Andy was among the first of his generation of musicians to take up the guitar. Until then, musical instruments had mostly been fashioned from mud and hollowed-out vegetables.
At fifteen he joined his first band, The Swinging Sixteens, forcing them to change their name.
Spreadeagle was formed at Oxford University and went on to record the recently re-issued cult album, The Piece Of Paper, on the Charisma label. The band achieved a truly incredible lack of success, but regularly supported Genesis and Lindisfarne, which was better than working in a bank.
In recent years, Andy’s musical efforts had been limited to writing advertising jingles, the best-known of which was for a legendary fruit drink. (Um Bongo, Um Bongo, they drink it in the Congo). But his interest in performing was reawakened in 2010 when he popped out of his office in Leicester Square to buy some antacids and returned with a 1977 Les Paul Custom guitar.
Andy writes children's books and when he isn't performing with 1967, works as a Buddhist prison chaplain and meditation teacher.
Lead guitar, vocals
Dave Howman’s rise to obscurity has been a rapid one.
Teaching himself any instrument that came his way - guitar, bass, drums, harmonica, bugle - allowed him to tour the UK and Europe with the big names of the time: Suzy Quattro, The Sweet, Mud, etc.
At the same time he wrote songs for other people and notched up six No 1’s in Europe with the likes of Kelly Marie, Joe Dolan, Jesse Green Showaddywaddy and The Drifters.
Then along came the Monty Python team for whom Dave wrote the Brian song for The Life of Brian and Every Sperm Is Sacred for The Meaning of Life.
The Python theme continues to this day with Dave writing for Michael Palin’s Himalaya and New Europe.
He formed Boyfriends in 1982 along with old pals Bob Somerville and Pete Mansfield - “the Band of the Year” according to Melody Maker.
Back in writing mode Dave wrote the score to the first series of One Foot In The Grave, plus several kids’ TV shows including Boo! and BB3B for the BBC.
He has also written the music for several films including Mumbo Jumbo,
Chemical Wedding with Bruce Dickenson, and several small pieces for Terry Gilliam’s Tidelands and The Imaginarium of Dr Parnassas.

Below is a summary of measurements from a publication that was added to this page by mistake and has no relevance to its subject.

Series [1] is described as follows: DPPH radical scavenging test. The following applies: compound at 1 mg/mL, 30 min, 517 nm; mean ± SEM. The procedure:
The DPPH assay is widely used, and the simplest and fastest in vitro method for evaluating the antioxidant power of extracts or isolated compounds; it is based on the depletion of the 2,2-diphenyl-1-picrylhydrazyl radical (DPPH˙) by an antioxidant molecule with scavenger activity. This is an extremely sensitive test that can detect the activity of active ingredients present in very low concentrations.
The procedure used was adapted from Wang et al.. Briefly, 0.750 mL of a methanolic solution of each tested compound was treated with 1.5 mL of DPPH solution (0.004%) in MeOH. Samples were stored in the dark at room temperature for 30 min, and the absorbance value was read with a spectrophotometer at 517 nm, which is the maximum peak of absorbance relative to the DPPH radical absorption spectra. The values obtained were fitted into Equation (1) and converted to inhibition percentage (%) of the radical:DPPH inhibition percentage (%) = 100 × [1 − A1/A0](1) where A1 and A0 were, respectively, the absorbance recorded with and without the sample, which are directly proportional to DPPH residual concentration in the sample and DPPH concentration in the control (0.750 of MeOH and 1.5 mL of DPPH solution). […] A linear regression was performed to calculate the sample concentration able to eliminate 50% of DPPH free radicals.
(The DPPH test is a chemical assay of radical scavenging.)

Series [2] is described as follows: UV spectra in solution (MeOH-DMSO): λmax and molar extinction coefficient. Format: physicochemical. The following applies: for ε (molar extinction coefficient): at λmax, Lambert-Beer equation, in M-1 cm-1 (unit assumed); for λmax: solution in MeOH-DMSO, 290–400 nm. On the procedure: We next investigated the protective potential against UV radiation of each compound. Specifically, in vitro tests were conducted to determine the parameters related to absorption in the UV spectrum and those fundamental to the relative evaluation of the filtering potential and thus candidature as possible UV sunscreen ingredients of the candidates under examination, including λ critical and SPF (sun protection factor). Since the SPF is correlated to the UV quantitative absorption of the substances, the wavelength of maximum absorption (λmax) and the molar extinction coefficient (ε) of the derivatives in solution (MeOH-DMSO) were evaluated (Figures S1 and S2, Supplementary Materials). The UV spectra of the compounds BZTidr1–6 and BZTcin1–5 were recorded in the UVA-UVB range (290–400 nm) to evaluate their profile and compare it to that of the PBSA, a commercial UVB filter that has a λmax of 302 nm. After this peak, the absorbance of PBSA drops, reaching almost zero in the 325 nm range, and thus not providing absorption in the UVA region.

Born in Vernon, New Jersey, Jason was originally drawn to the drums by hearing his uncle practising. In his early teens he played with garage bands and at 16 performed in the Branchville theatre production of Little Shop Of Horrors.
After High School, he moved to New York City and began playing full time at private parties and nightclubs as well as being a member of the house band at CBGB’s in Greenwich Village.
By 1992 he was teaching at Robbie’s Drum Shop and working with Side Car Jones with whom he shot a video for MTV.
The following year, he was contracted to the Concord Big Band/Show Band - the start of a two year run in which he supported international acts like Kenny Rodgers, Little Richard, James Brown, Tom Jones and many more.
At this time he also started to take valuable instruction from the renowned teacher Joe Morello of the Dave Brubeck Trio.
Since then, he has toured the States with acts as diverse as bebopper Mickey McClain’s trio and The Tim Gilles Country Band, and recorded with Eagle Creek.
In 1999 he married and moved to England, where he teaches drums and plays with 1967.
Born and raised in North London, Brian taught himself guitar and bass during his teen years.
Appropriately enough, it was in 1967 that he joined his first band, Witching Hour. The three-piece quickly picked up a good following in his native London and in the Home Counties, with Brian on bass and lead vocals.
He went on to play with Hammersmith, although not concurrently with Andy Blackford – followed by rock and blues bands Out 2 Lunch and Lockdown.
He also played with country band 3 Dollar Ticket, which proved to be valuable experience when he replaced David Rowe as 1967’s bassist in 2014.
Brian has entertained audiences across Europe, and incidentally never fails to entertain Andy, Dave and Jason.
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